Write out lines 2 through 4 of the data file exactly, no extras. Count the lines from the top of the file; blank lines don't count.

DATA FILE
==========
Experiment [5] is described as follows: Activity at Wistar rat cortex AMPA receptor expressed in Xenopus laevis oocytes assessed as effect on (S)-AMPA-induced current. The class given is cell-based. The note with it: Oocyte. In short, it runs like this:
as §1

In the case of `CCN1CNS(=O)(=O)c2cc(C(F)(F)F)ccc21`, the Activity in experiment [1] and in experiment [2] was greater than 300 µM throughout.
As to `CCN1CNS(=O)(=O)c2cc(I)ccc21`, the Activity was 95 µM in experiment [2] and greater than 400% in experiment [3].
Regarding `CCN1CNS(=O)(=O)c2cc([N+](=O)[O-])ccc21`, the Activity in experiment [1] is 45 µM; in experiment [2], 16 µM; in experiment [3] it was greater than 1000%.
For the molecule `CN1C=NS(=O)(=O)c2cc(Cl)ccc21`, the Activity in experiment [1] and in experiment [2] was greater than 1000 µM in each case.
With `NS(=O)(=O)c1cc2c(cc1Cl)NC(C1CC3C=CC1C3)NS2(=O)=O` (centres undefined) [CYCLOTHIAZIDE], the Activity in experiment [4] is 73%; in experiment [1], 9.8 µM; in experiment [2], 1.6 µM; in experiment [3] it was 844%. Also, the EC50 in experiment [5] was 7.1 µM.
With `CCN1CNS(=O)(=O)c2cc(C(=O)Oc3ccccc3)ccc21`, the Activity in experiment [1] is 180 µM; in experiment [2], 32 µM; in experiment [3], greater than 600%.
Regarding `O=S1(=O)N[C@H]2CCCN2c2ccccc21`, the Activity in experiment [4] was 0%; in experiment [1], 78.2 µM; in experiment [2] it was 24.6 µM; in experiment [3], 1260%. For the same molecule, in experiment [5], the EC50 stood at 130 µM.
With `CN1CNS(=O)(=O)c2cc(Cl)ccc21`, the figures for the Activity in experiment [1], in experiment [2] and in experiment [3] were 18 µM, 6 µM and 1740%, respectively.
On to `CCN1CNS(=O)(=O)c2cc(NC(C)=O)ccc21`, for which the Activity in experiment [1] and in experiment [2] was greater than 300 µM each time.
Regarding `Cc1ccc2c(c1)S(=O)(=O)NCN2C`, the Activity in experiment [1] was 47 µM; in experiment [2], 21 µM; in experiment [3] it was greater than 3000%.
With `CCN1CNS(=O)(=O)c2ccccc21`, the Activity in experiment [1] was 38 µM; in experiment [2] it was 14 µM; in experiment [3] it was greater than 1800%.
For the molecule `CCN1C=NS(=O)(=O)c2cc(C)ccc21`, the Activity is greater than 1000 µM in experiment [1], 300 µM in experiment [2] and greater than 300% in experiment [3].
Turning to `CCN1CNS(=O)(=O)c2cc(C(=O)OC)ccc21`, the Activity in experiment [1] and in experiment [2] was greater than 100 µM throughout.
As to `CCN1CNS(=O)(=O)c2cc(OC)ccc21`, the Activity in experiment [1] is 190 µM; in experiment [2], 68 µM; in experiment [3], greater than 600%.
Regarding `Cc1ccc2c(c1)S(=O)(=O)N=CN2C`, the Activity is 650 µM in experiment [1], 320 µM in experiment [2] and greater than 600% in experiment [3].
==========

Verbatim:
as §1

In the case of `CCN1CNS(=O)(=O)c2cc(C(F)(F)F)ccc21`, the Activity in experiment [1] and in experiment [2] was greater than 300 µM throughout.
As to `CCN1CNS(=O)(=O)c2cc(I)ccc21`, the Activity was 95 µM in experiment [2] and greater than 400% in experiment [3].